A. Well, I think one of the main concerns is that intelligent design will wed you to some view of divine action that’s unacceptable. So it’s going to require some sort of interventionism within nature, God not being able to work properly through secondary causation and therefore, you know, it just theologically it’s just going to be problematic. And as I stress in The Design Evolution, what intelligent design is saying is there are ways to identify the effects of intelligence in nature. But how that design got there, intelligent design, at least in the first instance, doesn’t speculate about it. So it’s not, you know, it can’t come into conflict with the theory of divine action. And yet, I think that remains, until my brilliant book came along it has been a worry. But I guess it won’t be any more now.

Q. Well, when we talk about the defeating, derailing kinds of arguments, you and I were discussing an article in The New York Times a few weeks ago in which a biologist said, you know, I sat down and spent a couple of hours one afternoon and basically defeated the intelligent design argument. And within, for instance, the movement of evolutionary biologists they tend to think that they’ve already defeated Michael Behe’s irreducible complexity argument. What are the kinds of questions that are being driven into the intelligent design movement that are specifically designed to derail the movement, to defeat it, to basically say, it’s over?
A. Well, yeah, I think there are many, many that come up. Probably the main one ¢€œ and perhaps a lot of these other questions sort of fall under it at some level ¢€œ is the argument from ignorance objection. And the idea there is that well, what you’ve done is you really haven’t proven design, what you’ve done is you’ve shown that current scientific theory still hasn’t explained certain systems. But just give us enough time and research funding and we’ll show you how those material mechanisms, these Darwinian prosthesis could do the job. And so it’s a big promissory note, you know. And from their vantage we’re guilty of incredulity. We’re just not seeing the brilliance of Darwin and the immense wonder-working power of natural selection. And from our vantage it’s a problem of credulity. They’re willing to believe anything. They’re willing to believe anything about natural selection and not give intelligent design a shake, not being willing to consider it fairly. So yeah, it’s you know, with this biologist that was quoted in The New York Times, you know, you go on the internet you can certainly find plenty of web sites that are devoted against intelligent design, infidels.org, talk origins, talk reasons, there’s a new one, handorthumb.org, that just started. So lots of places you can look and you can be confirmed in your materialism, atheism, whatever you want. You know, and likewise, you can also be confirmed in your thinking of intelligent design if you go to other web sites. So the issue, though, it seems to me is to look fairly at both sides of the question and try to form a reasonable conclusion, and not just one that fulfills your pre-existing views. You know, and so I think my sense of this biologist is that he already knew what he wanted to believe and then he just found what confirmed it.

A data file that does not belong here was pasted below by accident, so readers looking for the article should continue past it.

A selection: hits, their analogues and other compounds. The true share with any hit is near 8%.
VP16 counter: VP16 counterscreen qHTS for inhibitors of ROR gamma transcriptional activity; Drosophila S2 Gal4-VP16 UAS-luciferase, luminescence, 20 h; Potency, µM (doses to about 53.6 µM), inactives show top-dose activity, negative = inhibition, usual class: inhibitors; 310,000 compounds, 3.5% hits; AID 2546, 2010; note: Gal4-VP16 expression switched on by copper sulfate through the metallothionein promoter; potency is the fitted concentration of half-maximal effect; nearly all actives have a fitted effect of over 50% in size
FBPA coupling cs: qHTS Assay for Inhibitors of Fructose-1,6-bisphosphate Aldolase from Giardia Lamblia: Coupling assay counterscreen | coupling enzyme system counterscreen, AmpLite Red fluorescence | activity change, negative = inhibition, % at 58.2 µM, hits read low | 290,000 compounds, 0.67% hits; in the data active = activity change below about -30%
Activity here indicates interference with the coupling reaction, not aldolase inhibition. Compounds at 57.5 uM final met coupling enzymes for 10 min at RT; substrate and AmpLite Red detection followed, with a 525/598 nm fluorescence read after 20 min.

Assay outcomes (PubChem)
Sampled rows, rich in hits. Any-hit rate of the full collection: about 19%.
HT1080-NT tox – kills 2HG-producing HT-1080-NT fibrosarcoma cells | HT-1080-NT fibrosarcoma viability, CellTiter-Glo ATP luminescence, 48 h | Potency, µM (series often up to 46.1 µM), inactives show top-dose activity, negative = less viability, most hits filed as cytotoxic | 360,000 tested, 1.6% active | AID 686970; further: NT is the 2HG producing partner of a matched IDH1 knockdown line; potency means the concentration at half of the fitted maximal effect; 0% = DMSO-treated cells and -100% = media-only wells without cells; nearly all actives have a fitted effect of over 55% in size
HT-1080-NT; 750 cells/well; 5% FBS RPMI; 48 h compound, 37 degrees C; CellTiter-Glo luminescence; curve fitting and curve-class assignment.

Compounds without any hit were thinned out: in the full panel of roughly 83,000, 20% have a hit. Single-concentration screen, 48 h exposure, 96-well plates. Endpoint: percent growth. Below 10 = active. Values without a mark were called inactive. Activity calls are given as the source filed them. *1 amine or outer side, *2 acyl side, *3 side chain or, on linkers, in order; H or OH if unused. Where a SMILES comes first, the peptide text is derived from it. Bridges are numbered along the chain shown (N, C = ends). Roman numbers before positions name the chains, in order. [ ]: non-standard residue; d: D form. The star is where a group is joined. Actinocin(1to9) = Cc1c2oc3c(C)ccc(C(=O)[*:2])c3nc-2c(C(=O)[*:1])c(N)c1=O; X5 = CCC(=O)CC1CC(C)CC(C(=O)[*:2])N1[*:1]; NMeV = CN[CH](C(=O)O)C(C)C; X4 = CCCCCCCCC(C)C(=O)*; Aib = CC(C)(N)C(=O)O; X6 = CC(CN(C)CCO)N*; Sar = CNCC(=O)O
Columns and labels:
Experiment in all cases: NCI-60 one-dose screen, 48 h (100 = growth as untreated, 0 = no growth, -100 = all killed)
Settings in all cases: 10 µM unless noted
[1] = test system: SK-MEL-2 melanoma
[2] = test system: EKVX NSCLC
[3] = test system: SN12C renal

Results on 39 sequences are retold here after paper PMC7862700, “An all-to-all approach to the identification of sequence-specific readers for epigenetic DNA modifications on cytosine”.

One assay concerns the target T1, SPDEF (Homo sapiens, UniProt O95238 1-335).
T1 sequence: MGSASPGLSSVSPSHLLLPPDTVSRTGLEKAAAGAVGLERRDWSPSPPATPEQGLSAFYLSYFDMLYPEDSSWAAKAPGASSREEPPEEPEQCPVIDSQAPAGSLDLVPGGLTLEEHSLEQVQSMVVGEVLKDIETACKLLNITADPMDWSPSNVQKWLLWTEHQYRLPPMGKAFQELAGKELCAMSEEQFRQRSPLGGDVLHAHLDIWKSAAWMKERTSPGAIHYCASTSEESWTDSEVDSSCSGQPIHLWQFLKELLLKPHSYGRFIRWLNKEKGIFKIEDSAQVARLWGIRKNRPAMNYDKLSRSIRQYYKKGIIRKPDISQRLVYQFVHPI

Q. Yeah. When you look at the scientific enterprise, certainly within that enterprise there are people that are fairly open-minded and are pursuing science with a belief that it can provide solutions. And yet they do not, why have they not on their own accord detected design? Why have they not¢â‚¬¦ You talk about design inference. The probablistic nature of design detection. Why have they not been detecting, just from the scientific enterprise, if it’s there?